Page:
Precision medicine in acute myeloid leukemia: Hope, hype or both?

Vinay Prasad, Robert Peter Gale

Research output: Contribution to journalArticle

7 Scopus citations

Abstract

Precision medicine is interchangeably used with personalized medicine, genomic medicine and individualized medicine. Collectively, these terms refer to at least 5 distinct concepts in the context of AML. 1st, using molecular or omics data (e.g. genomics, epigenomics, transcriptomics, proteomics) to delineate or define subtypes of AML. 2nd, using these data to select the best therapy for someone with an AML subtype, such as a person with a FLT3-mutation. 3rd, using these data to monitor therapy-response such as measurable residual disease [MRD]-testing. 4th, using results of MRD-testing to select from amongst therapy-options such as additional chemotherapy or a haematopoietic cell transplant. And 5th, using these data to identify persons with hereditary forms of AML with potential therapy and surveillance implications. Here, we review these 5 conceptions and delineate where precision medicine is likely to afford greatest hope and where instead our rhetoric may constitute hype.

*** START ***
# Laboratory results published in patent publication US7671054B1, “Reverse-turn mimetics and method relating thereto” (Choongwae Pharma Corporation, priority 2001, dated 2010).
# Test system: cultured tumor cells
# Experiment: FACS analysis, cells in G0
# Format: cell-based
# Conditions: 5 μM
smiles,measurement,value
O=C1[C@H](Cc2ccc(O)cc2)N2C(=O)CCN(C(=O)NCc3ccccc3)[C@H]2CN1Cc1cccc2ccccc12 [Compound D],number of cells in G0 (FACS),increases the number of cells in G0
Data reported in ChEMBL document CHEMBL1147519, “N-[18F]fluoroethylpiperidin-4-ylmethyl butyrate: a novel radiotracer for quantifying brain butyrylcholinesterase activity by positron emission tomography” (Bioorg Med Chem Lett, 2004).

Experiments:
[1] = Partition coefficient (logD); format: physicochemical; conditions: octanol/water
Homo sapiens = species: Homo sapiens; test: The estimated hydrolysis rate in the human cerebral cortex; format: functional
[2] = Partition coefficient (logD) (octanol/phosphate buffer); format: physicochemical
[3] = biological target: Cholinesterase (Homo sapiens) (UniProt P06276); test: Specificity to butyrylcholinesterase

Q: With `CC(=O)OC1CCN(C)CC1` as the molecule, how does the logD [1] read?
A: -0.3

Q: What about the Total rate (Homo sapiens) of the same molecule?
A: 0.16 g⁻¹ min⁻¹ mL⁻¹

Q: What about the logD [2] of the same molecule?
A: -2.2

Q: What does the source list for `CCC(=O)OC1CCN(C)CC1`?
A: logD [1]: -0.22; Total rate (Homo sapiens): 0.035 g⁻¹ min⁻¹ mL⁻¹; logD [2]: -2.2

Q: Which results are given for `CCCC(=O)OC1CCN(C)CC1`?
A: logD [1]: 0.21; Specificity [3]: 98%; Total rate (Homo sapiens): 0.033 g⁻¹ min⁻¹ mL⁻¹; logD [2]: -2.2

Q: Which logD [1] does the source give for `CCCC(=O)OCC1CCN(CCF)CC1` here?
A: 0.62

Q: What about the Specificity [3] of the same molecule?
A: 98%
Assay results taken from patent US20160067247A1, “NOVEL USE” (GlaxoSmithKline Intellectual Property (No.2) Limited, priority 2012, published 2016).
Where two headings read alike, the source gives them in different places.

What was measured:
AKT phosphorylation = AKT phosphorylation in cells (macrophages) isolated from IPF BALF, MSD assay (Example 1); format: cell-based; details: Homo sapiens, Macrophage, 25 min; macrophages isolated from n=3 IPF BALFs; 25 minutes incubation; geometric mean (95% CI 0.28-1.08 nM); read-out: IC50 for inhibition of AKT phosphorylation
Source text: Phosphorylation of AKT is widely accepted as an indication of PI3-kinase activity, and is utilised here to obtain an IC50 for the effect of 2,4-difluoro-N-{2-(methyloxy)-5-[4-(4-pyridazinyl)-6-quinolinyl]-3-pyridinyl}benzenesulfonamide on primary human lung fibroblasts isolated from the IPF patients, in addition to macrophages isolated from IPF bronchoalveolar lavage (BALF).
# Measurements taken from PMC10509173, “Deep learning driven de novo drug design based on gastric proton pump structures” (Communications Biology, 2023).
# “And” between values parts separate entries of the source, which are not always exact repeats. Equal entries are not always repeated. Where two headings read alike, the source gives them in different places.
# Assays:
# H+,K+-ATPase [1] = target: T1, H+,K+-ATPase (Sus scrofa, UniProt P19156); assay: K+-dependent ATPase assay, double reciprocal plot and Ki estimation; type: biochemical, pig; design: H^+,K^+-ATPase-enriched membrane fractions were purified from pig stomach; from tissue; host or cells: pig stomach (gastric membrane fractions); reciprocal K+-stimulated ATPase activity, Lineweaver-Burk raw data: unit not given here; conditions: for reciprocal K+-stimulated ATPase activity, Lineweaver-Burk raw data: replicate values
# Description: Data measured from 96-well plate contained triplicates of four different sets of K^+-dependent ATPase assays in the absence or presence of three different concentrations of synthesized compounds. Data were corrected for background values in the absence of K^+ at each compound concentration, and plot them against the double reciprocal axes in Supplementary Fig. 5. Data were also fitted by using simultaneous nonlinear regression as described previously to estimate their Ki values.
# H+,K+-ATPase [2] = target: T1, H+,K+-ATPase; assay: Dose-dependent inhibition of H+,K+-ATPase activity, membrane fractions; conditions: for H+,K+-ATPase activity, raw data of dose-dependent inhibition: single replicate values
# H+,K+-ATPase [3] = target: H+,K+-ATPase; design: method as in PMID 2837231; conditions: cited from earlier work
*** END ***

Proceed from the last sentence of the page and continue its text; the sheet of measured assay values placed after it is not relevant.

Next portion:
Original languageEnglish (US)
Pages (from-to)73-77
Number of pages5
JournalLeukemia Research
Volume48
DOIs
StatePublished - Sep 1 2016

Keywords

  • AML
  • Individualized medicine
  • Molecular medicine
  • Precision medicine

ASJC Scopus subject areas

  • Medicine(all)
  • Hematology
  • Oncology
  • Cancer Research

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